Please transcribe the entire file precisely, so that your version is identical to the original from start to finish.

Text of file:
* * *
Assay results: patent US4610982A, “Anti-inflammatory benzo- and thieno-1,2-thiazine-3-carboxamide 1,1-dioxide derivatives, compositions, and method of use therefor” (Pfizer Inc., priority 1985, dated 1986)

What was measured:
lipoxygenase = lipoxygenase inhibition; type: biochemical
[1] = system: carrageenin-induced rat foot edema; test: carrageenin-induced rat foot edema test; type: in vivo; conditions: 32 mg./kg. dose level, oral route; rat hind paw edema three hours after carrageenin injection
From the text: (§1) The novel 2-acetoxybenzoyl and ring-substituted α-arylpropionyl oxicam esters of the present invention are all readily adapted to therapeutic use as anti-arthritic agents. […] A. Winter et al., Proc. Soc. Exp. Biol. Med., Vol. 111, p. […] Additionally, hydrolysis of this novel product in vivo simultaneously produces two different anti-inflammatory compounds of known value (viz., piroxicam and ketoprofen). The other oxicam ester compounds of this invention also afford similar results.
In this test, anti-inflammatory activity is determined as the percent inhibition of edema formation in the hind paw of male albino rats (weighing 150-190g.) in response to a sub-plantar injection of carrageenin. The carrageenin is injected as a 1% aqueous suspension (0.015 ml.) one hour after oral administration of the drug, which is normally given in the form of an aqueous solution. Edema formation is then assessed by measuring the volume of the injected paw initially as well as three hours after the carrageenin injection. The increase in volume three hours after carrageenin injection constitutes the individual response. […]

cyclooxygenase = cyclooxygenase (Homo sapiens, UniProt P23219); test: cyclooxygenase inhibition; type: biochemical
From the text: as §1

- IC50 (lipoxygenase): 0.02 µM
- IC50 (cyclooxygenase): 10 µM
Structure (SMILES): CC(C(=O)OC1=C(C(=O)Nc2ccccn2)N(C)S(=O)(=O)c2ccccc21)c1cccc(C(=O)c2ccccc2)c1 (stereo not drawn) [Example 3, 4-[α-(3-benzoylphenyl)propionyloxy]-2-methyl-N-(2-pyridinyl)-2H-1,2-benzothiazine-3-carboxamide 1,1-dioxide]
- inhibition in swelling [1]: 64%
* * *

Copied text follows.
Assay results: patent US4610982A, “Anti-inflammatory benzo- and thieno-1,2-thiazine-3-carboxamide 1,1-dioxide derivatives, compositions, and method of use therefor” (Pfizer Inc., priority 1985, dated 1986)

What was measured:
lipoxygenase = lipoxygenase inhibition; type: biochemical
[1] = system: carrageenin-induced rat foot edema; test: carrageenin-induced rat foot edema test; type: in vivo; conditions: 32 mg./kg. dose level, oral route; rat hind paw edema three hours after carrageenin injection
From the text: (§1) The novel 2-acetoxybenzoyl and ring-substituted α-arylpropionyl oxicam esters of the present invention are all readily adapted to therapeutic use as anti-arthritic agents. […] A. Winter et al., Proc. Soc. Exp. Biol. Med., Vol. 111, p. […] Additionally, hydrolysis of this novel product in vivo simultaneously produces two different anti-inflammatory compounds of known value (viz., piroxicam and ketoprofen). The other oxicam ester compounds of this invention also afford similar results.
In this test, anti-inflammatory activity is determined as the percent inhibition of edema formation in the hind paw of male albino rats (weighing 150-190g.) in response to a sub-plantar injection of carrageenin. The carrageenin is injected as a 1% aqueous suspension (0.015 ml.) one hour after oral administration of the drug, which is normally given in the form of an aqueous solution. Edema formation is then assessed by measuring the volume of the injected paw initially as well as three hours after the carrageenin injection. The increase in volume three hours after carrageenin injection constitutes the individual response. […]

cyclooxygenase = cyclooxygenase (Homo sapiens, UniProt P23219); test: cyclooxygenase inhibition; type: biochemical
From the text: as §1

- IC50 (lipoxygenase): 0.02 µM
- IC50 (cyclooxygenase): 10 µM
Structure (SMILES): CC(C(=O)OC1=C(C(=O)Nc2ccccn2)N(C)S(=O)(=O)c2ccccc21)c1cccc(C(=O)c2ccccc2)c1 (stereo not drawn) [Example 3, 4-[α-(3-benzoylphenyl)propionyloxy]-2-methyl-N-(2-pyridinyl)-2H-1,2-benzothiazine-3-carboxamide 1,1-dioxide]
- inhibition in swelling [1]: 64%